Public Relations Professionals plan, develop, implement and evaluate information and communication strategies that create an understanding and a favourable view of organisations, their goods and services, and their role in the community.

Specialisations: Media Liaison Officer, Press Officer, Promotions Officer, Public Affairs Officer, Public Relations Consultant, Public Relations Officer.

You usually need a bachelor degree in public relations, communication, arts, marketing, business, media or a related field to work as a Public Relations Professional. Training is also available through VET (Vocational Education and Training).

Tasks

  • planning and organising publicity campaigns and communication strategies
  • advising executives on the public relations implications of their policies, programs and practices
  • preparing and controlling the issue of news and press releases
  • undertaking and commissioning public opinion research, analysing the findings and planning public relations and promotional campaigns
  • organising special events, seminars, entertainment, competitions and social functions to promote goodwill and favourable publicity
  • representing organisations and arranging executive interviews with publicity media
  • attending business, social and other functions to promote the organisation
  • commissioning and obtaining photographs and other illustrative material
  • selecting, appraising and revising material submitted by publicity writers, Photographers, Illustrators and others to create favourable publicity

All Public Relations Professionals

  • $1,865 Weekly Pay
  • Stable Future Growth
  • Lower unemployment Unemployment
  • 21,800 workers Employment Size
  • Very high skill Skill level rating
  • 74% Full-Time Full-Time Share
  • 43 hours Average full-time
  • 34 years Average age
  • 73% female Gender Share

The number of people working as Public Relations Professionals (in their main job) grew strongly over the past 5 years and is expected to stay about the same over the next 5 years:
from 21,800 in 2018 to 22,000 by 2023.
Job openings can come from new jobs being created, but most come from turnover (workers leaving).
There are likely to be around 12,000 job openings over 5 years (that's about 2,400 a year).

  • Size: This is a medium sized occupation.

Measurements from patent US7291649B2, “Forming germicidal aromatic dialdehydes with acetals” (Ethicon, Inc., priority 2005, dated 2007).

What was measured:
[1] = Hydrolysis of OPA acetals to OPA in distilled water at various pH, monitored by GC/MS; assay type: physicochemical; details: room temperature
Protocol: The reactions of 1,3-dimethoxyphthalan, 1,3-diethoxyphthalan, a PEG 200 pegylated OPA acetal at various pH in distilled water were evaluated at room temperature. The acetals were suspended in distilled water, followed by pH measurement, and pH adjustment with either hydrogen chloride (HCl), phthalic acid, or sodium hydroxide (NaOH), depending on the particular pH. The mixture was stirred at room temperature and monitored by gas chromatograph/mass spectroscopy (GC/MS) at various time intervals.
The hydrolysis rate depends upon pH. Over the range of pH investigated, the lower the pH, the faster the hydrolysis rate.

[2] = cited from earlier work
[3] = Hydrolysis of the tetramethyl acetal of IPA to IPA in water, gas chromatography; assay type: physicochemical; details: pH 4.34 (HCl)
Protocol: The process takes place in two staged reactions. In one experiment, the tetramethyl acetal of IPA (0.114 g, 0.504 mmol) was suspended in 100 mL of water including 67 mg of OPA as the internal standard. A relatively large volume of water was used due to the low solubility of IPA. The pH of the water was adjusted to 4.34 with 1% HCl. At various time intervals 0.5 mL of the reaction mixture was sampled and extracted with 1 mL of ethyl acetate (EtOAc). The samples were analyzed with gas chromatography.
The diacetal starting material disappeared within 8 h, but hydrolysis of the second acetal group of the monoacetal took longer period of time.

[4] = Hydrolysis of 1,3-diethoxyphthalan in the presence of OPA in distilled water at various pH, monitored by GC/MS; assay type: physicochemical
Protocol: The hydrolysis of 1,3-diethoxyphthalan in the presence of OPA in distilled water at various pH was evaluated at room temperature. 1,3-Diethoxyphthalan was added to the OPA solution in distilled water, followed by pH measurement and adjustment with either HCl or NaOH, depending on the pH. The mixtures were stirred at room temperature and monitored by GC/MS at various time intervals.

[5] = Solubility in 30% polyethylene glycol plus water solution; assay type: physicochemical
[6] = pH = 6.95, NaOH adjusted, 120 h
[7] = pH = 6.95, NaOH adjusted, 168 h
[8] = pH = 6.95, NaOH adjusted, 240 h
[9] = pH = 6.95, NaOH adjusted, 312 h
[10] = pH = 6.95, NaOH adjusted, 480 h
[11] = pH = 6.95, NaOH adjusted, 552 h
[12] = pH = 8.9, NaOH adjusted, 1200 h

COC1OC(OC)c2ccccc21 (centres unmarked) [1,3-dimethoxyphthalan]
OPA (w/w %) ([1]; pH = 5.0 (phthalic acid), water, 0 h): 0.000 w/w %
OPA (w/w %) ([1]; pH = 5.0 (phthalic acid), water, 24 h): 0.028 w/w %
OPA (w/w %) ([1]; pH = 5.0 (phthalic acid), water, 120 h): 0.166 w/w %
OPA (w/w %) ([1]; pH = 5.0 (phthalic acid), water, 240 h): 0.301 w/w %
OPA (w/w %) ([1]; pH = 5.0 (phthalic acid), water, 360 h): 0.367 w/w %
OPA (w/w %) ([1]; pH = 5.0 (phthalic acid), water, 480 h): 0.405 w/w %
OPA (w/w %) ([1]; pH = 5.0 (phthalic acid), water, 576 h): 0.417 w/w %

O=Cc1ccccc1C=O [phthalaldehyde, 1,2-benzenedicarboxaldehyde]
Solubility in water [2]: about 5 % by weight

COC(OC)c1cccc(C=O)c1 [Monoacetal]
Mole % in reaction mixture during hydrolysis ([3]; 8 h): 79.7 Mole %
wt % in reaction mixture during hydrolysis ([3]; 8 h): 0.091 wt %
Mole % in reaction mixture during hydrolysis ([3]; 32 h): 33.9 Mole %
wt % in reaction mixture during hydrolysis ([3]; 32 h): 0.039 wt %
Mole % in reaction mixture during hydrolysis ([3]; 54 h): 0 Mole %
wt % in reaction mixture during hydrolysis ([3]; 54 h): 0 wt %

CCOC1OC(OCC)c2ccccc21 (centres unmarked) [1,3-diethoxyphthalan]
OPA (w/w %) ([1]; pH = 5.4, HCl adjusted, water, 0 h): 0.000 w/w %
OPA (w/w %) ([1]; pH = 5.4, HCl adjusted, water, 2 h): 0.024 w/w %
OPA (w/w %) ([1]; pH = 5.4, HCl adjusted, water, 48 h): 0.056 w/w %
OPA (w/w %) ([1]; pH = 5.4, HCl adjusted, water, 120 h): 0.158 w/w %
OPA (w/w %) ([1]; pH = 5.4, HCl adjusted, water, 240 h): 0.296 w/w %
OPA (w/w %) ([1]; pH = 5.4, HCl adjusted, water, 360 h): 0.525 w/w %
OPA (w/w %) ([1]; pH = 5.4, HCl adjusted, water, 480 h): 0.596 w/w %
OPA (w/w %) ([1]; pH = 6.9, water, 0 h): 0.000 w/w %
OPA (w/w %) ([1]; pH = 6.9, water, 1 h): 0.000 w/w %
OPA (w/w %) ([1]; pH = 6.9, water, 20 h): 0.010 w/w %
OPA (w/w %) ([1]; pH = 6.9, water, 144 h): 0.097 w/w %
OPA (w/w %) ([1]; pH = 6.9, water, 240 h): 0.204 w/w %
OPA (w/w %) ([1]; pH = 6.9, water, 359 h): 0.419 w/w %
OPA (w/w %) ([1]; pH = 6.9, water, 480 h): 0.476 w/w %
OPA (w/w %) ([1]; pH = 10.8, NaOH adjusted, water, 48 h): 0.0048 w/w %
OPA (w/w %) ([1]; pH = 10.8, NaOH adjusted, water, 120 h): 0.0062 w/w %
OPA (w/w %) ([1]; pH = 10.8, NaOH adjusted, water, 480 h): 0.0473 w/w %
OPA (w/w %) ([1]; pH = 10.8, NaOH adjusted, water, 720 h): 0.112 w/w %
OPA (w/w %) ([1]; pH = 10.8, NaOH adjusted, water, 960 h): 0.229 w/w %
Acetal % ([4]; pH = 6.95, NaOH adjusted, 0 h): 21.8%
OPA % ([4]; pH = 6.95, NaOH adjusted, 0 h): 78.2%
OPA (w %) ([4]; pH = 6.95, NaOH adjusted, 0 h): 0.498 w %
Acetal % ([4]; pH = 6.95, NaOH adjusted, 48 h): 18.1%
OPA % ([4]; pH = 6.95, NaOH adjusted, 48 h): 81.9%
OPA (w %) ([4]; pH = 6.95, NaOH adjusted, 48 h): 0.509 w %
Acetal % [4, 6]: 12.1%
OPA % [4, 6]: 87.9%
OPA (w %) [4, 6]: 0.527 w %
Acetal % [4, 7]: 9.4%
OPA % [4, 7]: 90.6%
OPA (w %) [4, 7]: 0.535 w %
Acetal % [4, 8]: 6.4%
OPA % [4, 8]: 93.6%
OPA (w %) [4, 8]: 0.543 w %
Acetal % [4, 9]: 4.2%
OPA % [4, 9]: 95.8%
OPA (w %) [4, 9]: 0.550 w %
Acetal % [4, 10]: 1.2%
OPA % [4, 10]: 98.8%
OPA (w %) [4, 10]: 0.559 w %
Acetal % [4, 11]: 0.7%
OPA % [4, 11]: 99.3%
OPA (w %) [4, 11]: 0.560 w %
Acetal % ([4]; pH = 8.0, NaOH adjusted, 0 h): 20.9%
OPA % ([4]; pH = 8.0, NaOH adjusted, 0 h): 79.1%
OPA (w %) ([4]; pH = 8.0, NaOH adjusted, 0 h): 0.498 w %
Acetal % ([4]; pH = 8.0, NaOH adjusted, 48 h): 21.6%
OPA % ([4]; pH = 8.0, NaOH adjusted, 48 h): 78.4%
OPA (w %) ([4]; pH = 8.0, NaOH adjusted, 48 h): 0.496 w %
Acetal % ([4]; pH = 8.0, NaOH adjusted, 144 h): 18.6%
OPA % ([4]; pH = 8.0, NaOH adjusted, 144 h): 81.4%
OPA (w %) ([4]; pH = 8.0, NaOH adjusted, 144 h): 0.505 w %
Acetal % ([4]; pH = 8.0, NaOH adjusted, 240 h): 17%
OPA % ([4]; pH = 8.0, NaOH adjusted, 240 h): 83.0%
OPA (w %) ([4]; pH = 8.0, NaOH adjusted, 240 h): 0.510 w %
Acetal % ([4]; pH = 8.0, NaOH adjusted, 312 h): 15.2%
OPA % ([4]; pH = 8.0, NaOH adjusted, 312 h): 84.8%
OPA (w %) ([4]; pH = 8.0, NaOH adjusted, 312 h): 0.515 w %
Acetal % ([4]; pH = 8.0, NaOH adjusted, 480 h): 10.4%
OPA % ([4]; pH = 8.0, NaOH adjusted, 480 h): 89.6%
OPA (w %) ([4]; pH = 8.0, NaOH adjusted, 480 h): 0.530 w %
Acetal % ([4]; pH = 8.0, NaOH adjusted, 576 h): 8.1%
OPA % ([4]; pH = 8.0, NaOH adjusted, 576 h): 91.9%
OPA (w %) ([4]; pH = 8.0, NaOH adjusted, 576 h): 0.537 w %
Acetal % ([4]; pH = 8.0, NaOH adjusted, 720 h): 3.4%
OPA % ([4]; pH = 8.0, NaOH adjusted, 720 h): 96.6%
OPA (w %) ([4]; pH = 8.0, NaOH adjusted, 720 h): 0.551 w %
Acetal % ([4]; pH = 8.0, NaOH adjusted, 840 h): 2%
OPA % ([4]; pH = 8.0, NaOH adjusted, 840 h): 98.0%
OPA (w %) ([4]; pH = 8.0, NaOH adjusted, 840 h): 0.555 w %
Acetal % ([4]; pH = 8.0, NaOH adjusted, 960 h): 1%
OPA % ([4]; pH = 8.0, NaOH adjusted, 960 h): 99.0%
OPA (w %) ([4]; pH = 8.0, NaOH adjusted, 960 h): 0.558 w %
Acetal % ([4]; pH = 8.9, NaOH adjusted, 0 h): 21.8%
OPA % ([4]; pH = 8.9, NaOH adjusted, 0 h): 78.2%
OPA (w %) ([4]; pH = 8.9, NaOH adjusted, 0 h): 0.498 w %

• Unemployment: Unemployment was below average in 2018.
  • Location: Public Relations Professionals work in many regions of Australia.
  • Industries: Most work in Public Administration and Safety; Professional, Scientific and Technical Services; and Education and Training.
  • Earnings: Full-time workers on an adult wage earn around $1,865 per week (higher than the average of $1,460). Earnings tend to be lower when starting out and higher as experience grows.
  • Full-time: Many work full-time (74%, higher than the average of 66%).
  • Hours: Full-time workers spend around 43 hours per week at work (compared to the average of 44 hours).
  • Age: The average age is 34 years (compared to the average of 40 years).
  • Gender: 73% of workers are female (compared to the average of 48%).

Employment Outlook

Number of Workers

Source: ABS Labour Force Survey, Department of Jobs and Small Business trend data to May 2018 and Department of Jobs and Small Business projections to 2023.
YearNumber of Workers
200815800
200917300
201018000
201118900
201220000
201319400
201420300
201522100
201623600
201725600
201821800
202322000

Weekly Earnings

Weekly Earnings (Before Tax)

Source: Based on ABS Survey of Employee Earnings and Hours (cat. no. 6306.0), May 2018, Customised Report. Median weekly total cash earnings for full-time non-managerial employees paid at the adult rate. Earnings are before tax and include amounts salary sacrificed. Earnings can vary greatly depending on the skills and experience of the worker and the demands of the role. These figures should be used as a guide only, not to determine a wage rate.
EarningsPublic Relations ProfessionalsAll Jobs Average
Full-Time Earnings18651460

Main Industries

Main Employing Industries (% Share)

Source: Based on ABS Census 2016, Customised Report. Industries are based on the Australian and New Zealand Standard Industrial Classification (ANZSIC 06).
Main Employing IndustriesIndustry (% share)
Public Administration and Safety24.4
Professional, Scientific and Technical Services22.2
Education and Training9.3
Health Care and Social Assistance8.0
Other Industries36.1

States and Territories

  • NSW

  • VIC

  • QLD

  • SA

  • TAS

  • NT

  • ACT

Employment by State and Territory (% Share)

Source: Based on Based on ABS Census 2016, Customised Report. Share of workers across Australian States and Territories, in this job compared to the all jobs average.